Investing.com – U.S. stocks are set to open sharply lower Friday after President Donald Trump and first lady Melania Trump tested positive for Covid-19, greatly increasing the political uncertainty as the presidential election draws near.
Earlier Friday, President Trump confirmed, via a tweet, that he and the First Lady had tested positive for the virus, just hours after it was confirmed that trusted advisor Hope Hicks had also been infected.
White House physician Dr. Sean Conley said in a letter that the president and first lady were “both well at this time,” and he expected Trump “to continue carrying out his duties without disruption while recovering.”
However, this development comes just a month before the presidential election and clearly raises questions about the political process, particularly as others at the highest levels of government could also have been exposed.
“What is getting me worried more than anything else is the question mark over the legitimacy of the election process,” said David Arnaud, a fixed income fund manager at Canada Life Asset Management, in a Reuters report.
The market had already been unsettled by House Speaker Nancy Pelosi and Treasury Secretary Steven Mnuchin being unable to reach agreement on a new stimulus deal on Thursday, having previously raised hopes that it would be done.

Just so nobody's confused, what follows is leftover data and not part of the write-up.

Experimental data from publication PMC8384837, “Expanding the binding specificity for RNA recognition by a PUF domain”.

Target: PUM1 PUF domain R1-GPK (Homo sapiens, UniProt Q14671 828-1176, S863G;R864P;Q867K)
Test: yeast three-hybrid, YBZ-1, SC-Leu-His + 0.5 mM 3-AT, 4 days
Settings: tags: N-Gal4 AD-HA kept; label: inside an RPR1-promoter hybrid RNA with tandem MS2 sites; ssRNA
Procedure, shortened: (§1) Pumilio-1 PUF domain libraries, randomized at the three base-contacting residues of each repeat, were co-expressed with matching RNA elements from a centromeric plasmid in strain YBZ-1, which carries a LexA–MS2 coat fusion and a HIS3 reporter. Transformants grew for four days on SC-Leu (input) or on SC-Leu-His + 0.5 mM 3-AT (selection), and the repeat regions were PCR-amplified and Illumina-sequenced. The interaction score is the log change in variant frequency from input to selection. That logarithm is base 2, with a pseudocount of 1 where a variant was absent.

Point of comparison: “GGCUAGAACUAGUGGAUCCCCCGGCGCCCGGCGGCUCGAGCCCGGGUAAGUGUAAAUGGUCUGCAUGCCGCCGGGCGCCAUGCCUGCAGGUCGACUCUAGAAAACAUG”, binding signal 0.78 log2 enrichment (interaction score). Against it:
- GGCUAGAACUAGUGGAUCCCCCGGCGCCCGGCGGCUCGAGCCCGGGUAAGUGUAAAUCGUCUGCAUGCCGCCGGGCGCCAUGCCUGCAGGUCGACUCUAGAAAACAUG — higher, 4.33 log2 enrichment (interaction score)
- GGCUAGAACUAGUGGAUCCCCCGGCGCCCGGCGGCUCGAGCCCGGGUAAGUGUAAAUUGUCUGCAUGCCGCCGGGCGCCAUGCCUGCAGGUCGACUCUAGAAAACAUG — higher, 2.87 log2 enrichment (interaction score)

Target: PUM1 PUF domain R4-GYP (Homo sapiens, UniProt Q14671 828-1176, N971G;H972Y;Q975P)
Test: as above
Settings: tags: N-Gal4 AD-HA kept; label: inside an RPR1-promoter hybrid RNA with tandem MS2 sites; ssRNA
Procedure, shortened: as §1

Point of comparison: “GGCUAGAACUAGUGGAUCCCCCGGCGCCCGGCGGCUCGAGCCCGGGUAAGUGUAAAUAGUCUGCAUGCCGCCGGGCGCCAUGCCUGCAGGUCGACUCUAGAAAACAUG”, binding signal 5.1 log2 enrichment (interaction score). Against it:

The focus as far as the data slate is concerned will be on the widely watched nonfarm payrolls number, which is due at 8:30 AM ET (1230 GMT). It’s forecast to come in at 850,000 for September, compared with 1.3 million for August. The unemployment rate is expected to fall to 8.2% for September, from 8.4% in August.
Additionally, the University of Michigan Consumer Sentiment Index is forecast at 79 for September, versus 78.9 the previous month.
In corporate news, airlines, hotel owners and cruise operators are being hard hit in premarket trade as sentiment surrounding these companies, which have been severely impacted by the virus, deteriorates.
Oil prices weakened Friday, continuing the selloff from the previous session and hitting three-week lows on concerns over demand amid a resurgence in Covid-19 cases, with the President’s infection amplifying the concern.
U.S. crude futures traded 4.3% lower at $37.06 a barrel, while the international benchmark Brent contract fell 4.1% to $39.25. Both contracts fell more than 3% Thursday, and are on course for a second consecutive week of declines.